• “Hermeneutical Considerations In The Discussion Of Eternal Punishment In Revelation and Beyond” – Lindsay Brooks (Apologetics.com) - Brooks is co-host of the radio program Apologetics.com and a contributor to the book Think and Live.  His presentation will defend the traditional view of eternal torment through a careful examination of the imagery and allusions in the book of Revelation
    • “Supporting the Claim that Conditionalism Is Philosophically Unmotivated” – Samuel Garcia (Fuller Theological Seminary) -  an adjunct professor of philosophy at Biola University, where Garcia obtained an MA  in Philosophy of Religion and Ethics before coming to Fuller to work on an MA in Theology, this presentation will raise an objection to both traditionalism and conditionalism regarding the Status Principle, which includes the idea that the guilt of an offending party is proportional to the status or nature of the offended party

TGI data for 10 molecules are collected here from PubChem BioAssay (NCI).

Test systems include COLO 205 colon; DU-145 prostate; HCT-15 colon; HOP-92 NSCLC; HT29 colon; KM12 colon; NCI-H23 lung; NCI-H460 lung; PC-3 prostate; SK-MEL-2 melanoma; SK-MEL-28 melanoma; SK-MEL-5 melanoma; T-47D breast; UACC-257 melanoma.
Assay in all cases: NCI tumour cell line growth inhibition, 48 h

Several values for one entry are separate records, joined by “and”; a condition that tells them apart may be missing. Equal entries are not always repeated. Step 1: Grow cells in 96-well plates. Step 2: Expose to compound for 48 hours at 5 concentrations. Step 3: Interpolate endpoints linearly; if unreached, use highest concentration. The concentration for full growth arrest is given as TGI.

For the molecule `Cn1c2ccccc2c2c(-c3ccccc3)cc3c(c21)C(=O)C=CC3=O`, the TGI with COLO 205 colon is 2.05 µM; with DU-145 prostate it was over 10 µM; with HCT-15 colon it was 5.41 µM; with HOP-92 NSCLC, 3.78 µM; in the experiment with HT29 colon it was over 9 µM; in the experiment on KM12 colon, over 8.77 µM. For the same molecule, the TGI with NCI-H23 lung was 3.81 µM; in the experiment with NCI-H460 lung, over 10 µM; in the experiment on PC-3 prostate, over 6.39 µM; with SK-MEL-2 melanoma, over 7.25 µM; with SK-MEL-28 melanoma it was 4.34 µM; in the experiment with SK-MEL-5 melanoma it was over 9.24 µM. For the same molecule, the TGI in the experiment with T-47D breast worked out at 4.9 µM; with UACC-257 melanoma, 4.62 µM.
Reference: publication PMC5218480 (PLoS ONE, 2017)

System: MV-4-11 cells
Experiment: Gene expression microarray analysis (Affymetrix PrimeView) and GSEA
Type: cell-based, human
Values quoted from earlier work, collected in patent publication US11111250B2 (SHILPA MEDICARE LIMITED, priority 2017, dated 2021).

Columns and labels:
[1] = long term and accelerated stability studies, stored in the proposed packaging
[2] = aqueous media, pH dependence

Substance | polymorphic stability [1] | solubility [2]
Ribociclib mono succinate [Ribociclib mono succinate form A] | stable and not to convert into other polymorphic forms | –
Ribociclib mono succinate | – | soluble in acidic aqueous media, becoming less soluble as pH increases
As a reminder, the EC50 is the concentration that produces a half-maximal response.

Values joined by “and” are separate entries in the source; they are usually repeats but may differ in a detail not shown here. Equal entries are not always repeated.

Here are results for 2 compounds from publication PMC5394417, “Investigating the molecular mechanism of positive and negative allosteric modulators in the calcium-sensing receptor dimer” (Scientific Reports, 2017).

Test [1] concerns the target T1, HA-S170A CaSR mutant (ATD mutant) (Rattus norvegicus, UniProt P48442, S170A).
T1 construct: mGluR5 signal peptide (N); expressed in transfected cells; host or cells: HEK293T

• “In Defense of Hell: Some Explorative Reflections” – Gavin Ortlund (Fuller Theological Seminary) - a PhD student in Historical Theology and editor with The Gospel Coalition, Ortlund will explore how the traditional doctrine of hell is logically correlated with the Christian notion of sin, as well as considering how the traditional doctrine of hell is logically correlated with the Christian view of God with particular reference to the work of C.S. Lewis and Tim Keller